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Location: Midwest, United States

I floss daily, brush after every meal, and trouble deaf heaven with my bootless cries.

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Monday, February 05, 2007

Doing My Civic Duty

I have jury duty this week. When I’ve mentioned that fact to various friends and colleagues, a number of people have asked whether I tried to get out of it. It never occurred to me to do so, I guess because I think of it as a civic duty, like voting. I’m intelligent, reasonable, and fair-minded; if I were on trial, I’d want me on my jury. So I’m going ahead and doing my civic duty.

And so far, it has totally paid off. I was told to report to the county courthouse, which just happens to be a brisk five-block walk from my house, at 9:15 AM, about a half an hour later than I need to be at school on a normal Monday morning. After I was checked through security (just like the airport, except that I got to leave my shoes on), I read a book for a few minutes as I waited for the juror orientation to begin. An hour-long orientation, then they read the list of jurors being called today. My number was not called, and so I was essentially free for the rest of the day. It was just past 10:30 AM. “When we report your days on duty to your employer, we do not give them hours, just which days you served,” the juror-orienter told us, “so it’s between you and your conscience whether you go to work this afternoon, or go home.” Hmm. I checked with my conscience, and it seemed to be nudging me toward the home option. But just for good measure, our wonderful orienter added “Now, me? On a cold day like today, I think I’d go home and stay warm with a good book. But it’s between you and your conscience.”

My conscience is clear as I sit and enjoy an unanticipated day off. After all, as some venerated personage once pointed out, “they also serve who only stand and wait.” Why should I disappoint my afternoon sub and put to waste all my carefully laid sub plans? I’ll call the juror information number at 5:30 to see if I have a trial tomorrow, as I’ve been instructed to do. And in the meantime, I’ll just bask in the glow of doing my civic duty.


Anonymous Feral Mom said...

And no jury in the world would convict you...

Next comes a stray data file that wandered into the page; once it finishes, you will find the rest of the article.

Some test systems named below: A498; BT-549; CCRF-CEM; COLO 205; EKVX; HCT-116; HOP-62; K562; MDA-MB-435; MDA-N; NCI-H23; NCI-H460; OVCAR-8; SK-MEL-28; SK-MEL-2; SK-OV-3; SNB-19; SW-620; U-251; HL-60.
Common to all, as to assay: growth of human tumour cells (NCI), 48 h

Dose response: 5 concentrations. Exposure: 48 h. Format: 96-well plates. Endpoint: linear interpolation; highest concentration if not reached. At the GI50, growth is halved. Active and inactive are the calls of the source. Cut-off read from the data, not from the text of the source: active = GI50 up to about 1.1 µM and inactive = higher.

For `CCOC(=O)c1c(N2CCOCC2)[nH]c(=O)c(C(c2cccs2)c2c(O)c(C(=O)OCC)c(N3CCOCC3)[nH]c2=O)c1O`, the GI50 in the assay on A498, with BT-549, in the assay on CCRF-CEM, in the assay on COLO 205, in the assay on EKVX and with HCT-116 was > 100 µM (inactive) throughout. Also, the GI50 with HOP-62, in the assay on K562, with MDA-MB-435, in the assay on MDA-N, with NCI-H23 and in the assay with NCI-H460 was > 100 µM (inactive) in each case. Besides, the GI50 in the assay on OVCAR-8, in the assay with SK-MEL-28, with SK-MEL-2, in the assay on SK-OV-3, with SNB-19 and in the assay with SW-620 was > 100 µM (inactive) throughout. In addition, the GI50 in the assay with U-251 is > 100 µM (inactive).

8:59 PM  
Blogger Lisa said...

I am giggling at you, feral beauty!

And yes, I say you've good 'n' earned it. I hope it was a wonderful, luxurious day!

For their sake, I hope they do select you. For

9:27 PM  
Anonymous Mrs. EdK said...

Hey there, de-lurking to congratulate you on your willingness (and even eagerness) to serve on a jury. Nothing peeves me more than folks who try to get out of what usually amounts to a one or two-day stint in court. Trial by jury can be a beautiful thing. Okay, I can hear the Star Spangled Banner cueing up in the background, so I'll shut up.

If you ever make it to voir dire (questioning of potential jurors), a prosecutor will probably strike you because you're in a "helping profession," and are therefore mush-headed and insufficiently punitive. If you want to be selected for a criminal trial, my advice would be to mumble something about "country club prisons."

9:14 AM  
Blogger Orange said...

In all my years, I've been summoned for jury duty just once, at Family Court. It was the first day back after a long July 4th holiday weekend, and none of the lawyers were ready. We sat around with books and overly loud TV for a few hours, and were sent off for our lunch break. After lunch, they sent us all home. Since Tuesday was free day at the Art Institute of Chicago, I wandered over that way. Sure, the office was only a few blocks farther than the museum, but...

6:55 AM  
Blogger Esereth said...

i really like reading you. nothing to add, just wanted to say that.

1:14 PM  
Anonymous sweatpantsmom said...

I wanted to perform my civic, duty, too. Honest I did. Until I had this bad experience and now I'm just all bitter.

6:03 PM  
Blogger E. said...

Wow. That would make me bitter, too. Stories like that make me glad to be living in a quiet midwestern college town rather than a major metropole. Maybe I'll actually post regarding my jury duty, once I catch up on all the paperwork that piled up during the week I was gone from school, but for now let's just say that I never had to wait around anywhere for more than a couple of hours (and there was always a comfy chair in the jury waiting room, plus plenty of coffee and donuts), and I only had one full day of actual duties. Plus the courthouse is a ten minute walk from my house.

8:26 AM  

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